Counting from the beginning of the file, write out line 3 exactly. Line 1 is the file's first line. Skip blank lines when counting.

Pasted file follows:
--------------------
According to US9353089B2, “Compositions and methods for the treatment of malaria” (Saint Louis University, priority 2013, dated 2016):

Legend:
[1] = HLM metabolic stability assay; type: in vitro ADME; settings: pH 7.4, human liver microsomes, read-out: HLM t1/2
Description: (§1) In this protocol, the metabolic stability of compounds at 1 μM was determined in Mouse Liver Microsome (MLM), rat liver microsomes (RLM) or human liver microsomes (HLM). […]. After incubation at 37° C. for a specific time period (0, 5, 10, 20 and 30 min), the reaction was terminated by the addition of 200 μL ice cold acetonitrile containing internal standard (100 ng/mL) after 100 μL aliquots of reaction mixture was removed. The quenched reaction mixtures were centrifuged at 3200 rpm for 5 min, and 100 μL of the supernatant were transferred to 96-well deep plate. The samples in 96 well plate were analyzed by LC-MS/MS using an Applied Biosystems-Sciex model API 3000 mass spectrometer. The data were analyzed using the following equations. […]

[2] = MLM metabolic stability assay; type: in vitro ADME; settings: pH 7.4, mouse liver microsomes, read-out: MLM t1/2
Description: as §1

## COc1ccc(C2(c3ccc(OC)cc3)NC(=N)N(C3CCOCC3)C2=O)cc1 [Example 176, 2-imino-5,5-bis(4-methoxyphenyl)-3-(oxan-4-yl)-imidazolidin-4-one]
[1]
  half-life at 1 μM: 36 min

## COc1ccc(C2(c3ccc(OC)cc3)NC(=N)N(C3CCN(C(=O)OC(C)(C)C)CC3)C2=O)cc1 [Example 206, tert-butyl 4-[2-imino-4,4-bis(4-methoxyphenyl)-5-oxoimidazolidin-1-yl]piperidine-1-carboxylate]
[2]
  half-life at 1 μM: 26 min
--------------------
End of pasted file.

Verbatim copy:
[1] = HLM metabolic stability assay; type: in vitro ADME; settings: pH 7.4, human liver microsomes, read-out: HLM t1/2